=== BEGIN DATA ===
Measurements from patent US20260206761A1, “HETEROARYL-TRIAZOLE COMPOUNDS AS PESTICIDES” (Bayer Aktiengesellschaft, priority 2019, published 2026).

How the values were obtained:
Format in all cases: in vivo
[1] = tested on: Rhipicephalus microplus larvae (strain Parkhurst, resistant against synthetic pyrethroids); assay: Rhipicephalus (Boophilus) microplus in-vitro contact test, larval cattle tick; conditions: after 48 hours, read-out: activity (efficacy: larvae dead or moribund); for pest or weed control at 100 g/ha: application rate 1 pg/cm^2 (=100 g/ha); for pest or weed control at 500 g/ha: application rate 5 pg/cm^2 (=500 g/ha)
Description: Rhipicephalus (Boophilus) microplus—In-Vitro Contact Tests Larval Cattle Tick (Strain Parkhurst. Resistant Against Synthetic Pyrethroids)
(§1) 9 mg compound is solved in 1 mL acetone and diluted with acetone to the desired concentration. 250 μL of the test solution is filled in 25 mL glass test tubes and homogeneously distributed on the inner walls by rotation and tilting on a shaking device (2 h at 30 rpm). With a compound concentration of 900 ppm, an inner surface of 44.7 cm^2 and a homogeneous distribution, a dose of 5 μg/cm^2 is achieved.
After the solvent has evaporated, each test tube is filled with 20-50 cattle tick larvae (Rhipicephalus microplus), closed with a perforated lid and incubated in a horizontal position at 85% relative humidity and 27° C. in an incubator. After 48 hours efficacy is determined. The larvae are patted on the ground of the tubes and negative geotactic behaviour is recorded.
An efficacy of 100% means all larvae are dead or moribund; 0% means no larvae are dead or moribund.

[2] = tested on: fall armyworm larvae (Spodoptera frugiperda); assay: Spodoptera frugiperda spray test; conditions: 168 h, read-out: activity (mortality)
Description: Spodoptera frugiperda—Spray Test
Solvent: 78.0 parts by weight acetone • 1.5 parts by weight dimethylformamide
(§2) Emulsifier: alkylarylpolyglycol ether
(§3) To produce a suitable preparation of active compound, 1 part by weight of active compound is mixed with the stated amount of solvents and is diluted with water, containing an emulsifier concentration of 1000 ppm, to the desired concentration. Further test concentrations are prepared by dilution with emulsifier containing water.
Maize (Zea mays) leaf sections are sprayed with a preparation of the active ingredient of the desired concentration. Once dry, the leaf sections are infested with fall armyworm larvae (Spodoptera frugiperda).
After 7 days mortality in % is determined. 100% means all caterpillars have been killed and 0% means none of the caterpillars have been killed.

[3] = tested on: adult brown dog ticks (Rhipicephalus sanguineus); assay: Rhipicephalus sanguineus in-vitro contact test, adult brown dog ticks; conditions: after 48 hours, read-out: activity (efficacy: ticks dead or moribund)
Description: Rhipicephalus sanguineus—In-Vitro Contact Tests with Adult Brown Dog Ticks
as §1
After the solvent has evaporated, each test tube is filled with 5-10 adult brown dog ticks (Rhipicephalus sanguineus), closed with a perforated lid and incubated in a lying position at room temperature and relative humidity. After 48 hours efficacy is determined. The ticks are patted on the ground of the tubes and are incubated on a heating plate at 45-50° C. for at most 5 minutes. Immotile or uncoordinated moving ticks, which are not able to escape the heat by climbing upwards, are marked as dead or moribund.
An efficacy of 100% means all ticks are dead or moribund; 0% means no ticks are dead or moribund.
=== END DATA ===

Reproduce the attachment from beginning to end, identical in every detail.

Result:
Measurements from patent US20260206761A1, “HETEROARYL-TRIAZOLE COMPOUNDS AS PESTICIDES” (Bayer Aktiengesellschaft, priority 2019, published 2026).

How the values were obtained:
Format in all cases: in vivo
[1] = tested on: Rhipicephalus microplus larvae (strain Parkhurst, resistant against synthetic pyrethroids); assay: Rhipicephalus (Boophilus) microplus in-vitro contact test, larval cattle tick; conditions: after 48 hours, read-out: activity (efficacy: larvae dead or moribund); for pest or weed control at 100 g/ha: application rate 1 pg/cm^2 (=100 g/ha); for pest or weed control at 500 g/ha: application rate 5 pg/cm^2 (=500 g/ha)
Description: Rhipicephalus (Boophilus) microplus—In-Vitro Contact Tests Larval Cattle Tick (Strain Parkhurst. Resistant Against Synthetic Pyrethroids)
(§1) 9 mg compound is solved in 1 mL acetone and diluted with acetone to the desired concentration. 250 μL of the test solution is filled in 25 mL glass test tubes and homogeneously distributed on the inner walls by rotation and tilting on a shaking device (2 h at 30 rpm). With a compound concentration of 900 ppm, an inner surface of 44.7 cm^2 and a homogeneous distribution, a dose of 5 μg/cm^2 is achieved.
After the solvent has evaporated, each test tube is filled with 20-50 cattle tick larvae (Rhipicephalus microplus), closed with a perforated lid and incubated in a horizontal position at 85% relative humidity and 27° C. in an incubator. After 48 hours efficacy is determined. The larvae are patted on the ground of the tubes and negative geotactic behaviour is recorded.
An efficacy of 100% means all larvae are dead or moribund; 0% means no larvae are dead or moribund.

[2] = tested on: fall armyworm larvae (Spodoptera frugiperda); assay: Spodoptera frugiperda spray test; conditions: 168 h, read-out: activity (mortality)
Description: Spodoptera frugiperda—Spray Test
Solvent: 78.0 parts by weight acetone • 1.5 parts by weight dimethylformamide
(§2) Emulsifier: alkylarylpolyglycol ether
(§3) To produce a suitable preparation of active compound, 1 part by weight of active compound is mixed with the stated amount of solvents and is diluted with water, containing an emulsifier concentration of 1000 ppm, to the desired concentration. Further test concentrations are prepared by dilution with emulsifier containing water.
Maize (Zea mays) leaf sections are sprayed with a preparation of the active ingredient of the desired concentration. Once dry, the leaf sections are infested with fall armyworm larvae (Spodoptera frugiperda).
After 7 days mortality in % is determined. 100% means all caterpillars have been killed and 0% means none of the caterpillars have been killed.

[3] = tested on: adult brown dog ticks (Rhipicephalus sanguineus); assay: Rhipicephalus sanguineus in-vitro contact test, adult brown dog ticks; conditions: after 48 hours, read-out: activity (efficacy: ticks dead or moribund)
Description: Rhipicephalus sanguineus—In-Vitro Contact Tests with Adult Brown Dog Ticks
as §1
After the solvent has evaporated, each test tube is filled with 5-10 adult brown dog ticks (Rhipicephalus sanguineus), closed with a perforated lid and incubated in a lying position at room temperature and relative humidity. After 48 hours efficacy is determined. The ticks are patted on the ground of the tubes and are incubated on a heating plate at 45-50° C. for at most 5 minutes. Immotile or uncoordinated moving ticks, which are not able to escape the heat by climbing upwards, are marked as dead or moribund.
An efficacy of 100% means all ticks are dead or moribund; 0% means no ticks are dead or moribund.